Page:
Lebanon News

Christian leaders hold icebreaker talks in Bkirki

The gathering was expected to see leaders come forward with broad proposals to lay the foundations for a future road map. (Photos: Mahmoud Kheir/The Daily Star)

BEIRUT: Rival Christian leaders agreed to shelve talks on politically divisive issues and focus instead on matters of mutual concern in the Christian community at “a touch base meeting” held under the sponsorship of Maronite Patriarch Beshara Rai Tuesday.

“The meeting ended in the same spiritual way it started and will be followed by other meetings and future gatherings whenever the need arises,” a statement released by the patriarchate’s press office in Bkirki said.

The icebreaker meeting began at 9 a.m., shortly after the arrival of Free Patriotic Movement leader MP Michel Aoun, Kataeb (Phalange) Party leader Amin Gemayel, Lebanese Forces chief Samir Geagea and Marada Movement head Suleiman Franjieh.

“This is a touch base meeting,” Gemayel told The Daily Star.

Gemayel said Beirut Bishop Boulos Matar was tasked with following up on the gathering and coordinating future steps between the patriarchate and the four leaders.

These future steps are to include a second mini-gathering at Bkirki to address “priority issues,” Gemayel added. The former president said that a procedure was agreed upon whereby the four leaders would put forward proposals, leaving it to the patriarch to determine the date of a second meeting based on progress made in coordination contacts led by Matar.

“The timeline will not take long and it is up to the patriarch and bishop Matar to decide the date of the next meeting,” Gemayel said.

The meeting was reported to have taken place in a friendly atmosphere as Maronite leaders, divided between the Future Movement-led March 14 alliance and the Hezbollah-led March 8, agreed to discuss contentious political issues in a civil and democratic manner.

“Issues proposed for discussion were divided between those that could be agreed on, and those which are subject to legitimate political differences in a democratic nation that respects freedom while preserving the country’s unity and upholding its interests,” Bkirki’s statement said.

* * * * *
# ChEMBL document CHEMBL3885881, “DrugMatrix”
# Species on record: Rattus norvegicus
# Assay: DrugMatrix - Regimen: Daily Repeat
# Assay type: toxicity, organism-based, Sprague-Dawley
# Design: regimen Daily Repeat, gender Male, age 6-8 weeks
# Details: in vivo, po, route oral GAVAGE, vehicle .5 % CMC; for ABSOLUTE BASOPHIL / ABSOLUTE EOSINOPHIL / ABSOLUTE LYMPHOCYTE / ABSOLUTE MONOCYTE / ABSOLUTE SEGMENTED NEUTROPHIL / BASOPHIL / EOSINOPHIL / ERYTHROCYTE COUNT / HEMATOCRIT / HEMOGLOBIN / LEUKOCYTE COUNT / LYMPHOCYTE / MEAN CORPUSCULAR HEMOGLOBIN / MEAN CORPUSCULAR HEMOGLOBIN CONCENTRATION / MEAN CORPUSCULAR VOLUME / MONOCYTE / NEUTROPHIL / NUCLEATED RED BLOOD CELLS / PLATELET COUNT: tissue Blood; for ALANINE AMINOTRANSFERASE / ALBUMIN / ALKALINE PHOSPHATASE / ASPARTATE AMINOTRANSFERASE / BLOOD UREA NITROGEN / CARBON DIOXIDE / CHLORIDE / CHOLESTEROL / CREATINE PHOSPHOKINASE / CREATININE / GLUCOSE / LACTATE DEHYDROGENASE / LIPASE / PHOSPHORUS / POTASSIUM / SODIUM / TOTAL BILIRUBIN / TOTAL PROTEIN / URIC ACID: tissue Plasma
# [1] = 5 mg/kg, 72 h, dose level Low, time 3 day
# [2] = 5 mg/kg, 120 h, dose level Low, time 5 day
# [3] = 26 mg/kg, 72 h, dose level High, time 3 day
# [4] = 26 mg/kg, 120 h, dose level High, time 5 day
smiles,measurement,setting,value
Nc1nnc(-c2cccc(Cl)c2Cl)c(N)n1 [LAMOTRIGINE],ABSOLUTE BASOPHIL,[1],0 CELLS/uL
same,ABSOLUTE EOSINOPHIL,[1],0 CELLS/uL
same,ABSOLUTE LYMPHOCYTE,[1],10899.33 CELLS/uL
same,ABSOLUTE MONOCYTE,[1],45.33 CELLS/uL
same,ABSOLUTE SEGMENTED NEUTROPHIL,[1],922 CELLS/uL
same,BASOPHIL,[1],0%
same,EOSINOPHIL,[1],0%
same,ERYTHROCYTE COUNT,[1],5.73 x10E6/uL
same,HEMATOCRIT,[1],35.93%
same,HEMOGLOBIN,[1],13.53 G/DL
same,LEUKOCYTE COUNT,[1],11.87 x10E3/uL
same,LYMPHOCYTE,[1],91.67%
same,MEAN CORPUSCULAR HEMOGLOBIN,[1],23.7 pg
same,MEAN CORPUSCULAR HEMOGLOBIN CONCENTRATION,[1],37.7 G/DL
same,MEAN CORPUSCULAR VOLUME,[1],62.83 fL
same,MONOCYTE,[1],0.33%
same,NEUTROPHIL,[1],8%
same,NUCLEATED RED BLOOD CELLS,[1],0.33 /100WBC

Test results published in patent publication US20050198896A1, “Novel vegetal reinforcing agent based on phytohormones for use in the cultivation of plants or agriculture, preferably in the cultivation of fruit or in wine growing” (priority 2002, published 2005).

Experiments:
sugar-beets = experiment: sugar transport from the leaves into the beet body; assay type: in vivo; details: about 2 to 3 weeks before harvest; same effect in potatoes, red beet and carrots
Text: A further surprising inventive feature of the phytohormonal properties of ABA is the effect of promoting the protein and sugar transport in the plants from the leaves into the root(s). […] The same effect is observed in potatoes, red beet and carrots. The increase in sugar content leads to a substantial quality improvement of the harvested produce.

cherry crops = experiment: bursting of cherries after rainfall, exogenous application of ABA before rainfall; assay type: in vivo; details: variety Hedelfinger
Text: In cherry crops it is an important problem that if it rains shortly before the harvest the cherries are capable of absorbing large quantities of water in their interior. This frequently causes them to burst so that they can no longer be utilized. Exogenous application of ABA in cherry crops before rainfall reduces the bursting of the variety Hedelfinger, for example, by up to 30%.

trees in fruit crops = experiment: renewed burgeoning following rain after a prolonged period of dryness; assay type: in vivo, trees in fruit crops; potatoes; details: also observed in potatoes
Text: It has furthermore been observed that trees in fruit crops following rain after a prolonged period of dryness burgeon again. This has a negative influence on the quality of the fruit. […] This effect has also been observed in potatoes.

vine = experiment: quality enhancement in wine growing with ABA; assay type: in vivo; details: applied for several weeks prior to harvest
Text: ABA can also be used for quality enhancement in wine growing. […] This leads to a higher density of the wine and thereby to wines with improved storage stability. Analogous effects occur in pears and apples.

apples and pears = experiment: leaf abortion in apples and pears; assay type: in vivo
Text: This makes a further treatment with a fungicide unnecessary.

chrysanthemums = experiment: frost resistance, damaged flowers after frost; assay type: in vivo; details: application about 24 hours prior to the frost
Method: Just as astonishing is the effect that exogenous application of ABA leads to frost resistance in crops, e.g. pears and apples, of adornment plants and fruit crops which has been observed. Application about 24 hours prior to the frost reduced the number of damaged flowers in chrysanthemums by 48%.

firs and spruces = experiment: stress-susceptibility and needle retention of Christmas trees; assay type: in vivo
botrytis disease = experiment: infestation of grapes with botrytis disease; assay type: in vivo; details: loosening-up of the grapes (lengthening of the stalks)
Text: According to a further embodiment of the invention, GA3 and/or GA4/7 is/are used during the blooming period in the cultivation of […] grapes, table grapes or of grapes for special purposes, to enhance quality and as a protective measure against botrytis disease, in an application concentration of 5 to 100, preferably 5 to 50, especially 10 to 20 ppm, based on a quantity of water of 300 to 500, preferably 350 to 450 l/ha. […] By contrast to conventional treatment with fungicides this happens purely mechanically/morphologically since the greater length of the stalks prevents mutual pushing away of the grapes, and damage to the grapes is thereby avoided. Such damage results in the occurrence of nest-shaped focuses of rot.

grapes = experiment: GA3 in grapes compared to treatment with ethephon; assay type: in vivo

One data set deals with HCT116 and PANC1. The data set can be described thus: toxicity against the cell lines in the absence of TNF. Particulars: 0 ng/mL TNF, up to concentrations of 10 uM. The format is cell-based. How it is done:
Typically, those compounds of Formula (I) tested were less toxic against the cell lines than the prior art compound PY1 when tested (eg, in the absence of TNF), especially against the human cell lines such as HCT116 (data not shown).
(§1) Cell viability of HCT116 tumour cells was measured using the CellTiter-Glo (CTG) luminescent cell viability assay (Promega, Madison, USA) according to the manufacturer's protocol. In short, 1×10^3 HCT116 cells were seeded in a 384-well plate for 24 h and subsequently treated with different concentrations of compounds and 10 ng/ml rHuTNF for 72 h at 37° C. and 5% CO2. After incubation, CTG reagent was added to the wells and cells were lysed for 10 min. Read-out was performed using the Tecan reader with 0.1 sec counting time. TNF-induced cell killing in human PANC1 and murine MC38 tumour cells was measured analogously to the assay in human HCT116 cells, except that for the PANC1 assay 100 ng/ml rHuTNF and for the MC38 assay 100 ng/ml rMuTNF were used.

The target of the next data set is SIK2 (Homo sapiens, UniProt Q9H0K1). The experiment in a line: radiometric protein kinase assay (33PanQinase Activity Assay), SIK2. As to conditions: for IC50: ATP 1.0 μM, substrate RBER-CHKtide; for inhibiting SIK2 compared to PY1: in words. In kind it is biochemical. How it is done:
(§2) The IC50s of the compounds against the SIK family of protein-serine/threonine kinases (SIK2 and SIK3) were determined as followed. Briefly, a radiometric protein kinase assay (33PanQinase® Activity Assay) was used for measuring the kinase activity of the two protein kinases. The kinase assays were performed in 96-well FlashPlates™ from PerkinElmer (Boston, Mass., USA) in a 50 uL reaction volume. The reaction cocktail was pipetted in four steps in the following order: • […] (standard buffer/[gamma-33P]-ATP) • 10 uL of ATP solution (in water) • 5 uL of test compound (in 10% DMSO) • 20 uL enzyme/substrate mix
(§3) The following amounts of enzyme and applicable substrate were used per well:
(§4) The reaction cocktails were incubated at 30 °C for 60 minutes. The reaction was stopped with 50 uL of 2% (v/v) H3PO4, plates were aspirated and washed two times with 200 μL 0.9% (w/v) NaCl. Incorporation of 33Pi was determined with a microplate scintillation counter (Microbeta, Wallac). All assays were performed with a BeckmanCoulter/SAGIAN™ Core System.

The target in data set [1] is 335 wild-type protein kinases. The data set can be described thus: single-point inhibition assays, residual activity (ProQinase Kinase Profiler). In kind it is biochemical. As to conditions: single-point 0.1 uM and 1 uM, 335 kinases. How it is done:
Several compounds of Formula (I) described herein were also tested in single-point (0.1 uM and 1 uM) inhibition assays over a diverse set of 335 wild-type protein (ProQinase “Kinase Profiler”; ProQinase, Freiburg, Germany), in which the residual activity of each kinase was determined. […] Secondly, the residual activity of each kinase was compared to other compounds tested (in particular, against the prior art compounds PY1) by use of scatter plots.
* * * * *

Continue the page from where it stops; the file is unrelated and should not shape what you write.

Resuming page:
Commenting on the gathering following his Reform and Change parliamentary bloc meeting, Aoun said it was held in a calm atmosphere as participants spoke openly of their political positions and agreed to refrain from disclosing the subject of deliberations until they had achieved results.

Gemayel said that politically contentious issues, including but not limited to Hezbollah’s weapons and the Special Tribunal for Lebanon, were left for future discussions.

According to Gemayel, priority issues include an agreement over an electoral law, and efforts to reduce high emigration rates, increase the inclusion of Christians in state administrative positions, reduce the large-scale property and land sales to non-Christians, and prevent the naturalization of Palestinian refugees. 

Property sales and high emigration rates have raised fears over organized efforts to alter the country’s demographic balance, as Lebanon’s Christian community has fallen to almost 40 percent, threatening the continued viability of a system of power-sharing based on parity between Muslims and Christians.

Bkirki’s press office said that attendees discussed Christian principles, which guide the leaders’ political work, as well as national principles, which unite the Lebanese people.

“The exchange of ideas was an introduction to the current situation, taking into consideration hopes voiced by the Lebanese to preserve their country and its future under the difficult circumstances in the region,” it added.

Matar and Youssef Beshara, Maronite archbishop of Antelias, participated in the meeting, which was followed by a lunch banquet attended by Rai’s predecessor Cardinal Nasrallah Boutros Sfeir.

Photographers were briefly allowed in. Geagea and Gemayel were seated to the right of Rai, and facing Aoun and Franjieh.

Bkirki’s attempt to ease tensions within the Christian community reportedly stems from its fear of the widening schism between the two camps, one siding with the U.S.-French-Saudi axis and the other with the Syrian-Iranian axis.

While March 14 Christian factions have recently escalated their campaign against Hezbollah’s weapons after boycotting the new Cabinet, Hezbollah’s ally, Aoun, continues to quarrel with President Michel Sleiman, a Maronite, over shares in the new government.

 
A version of this article appeared in the print edition of The Daily Star on April 20, 2011, on page 1.

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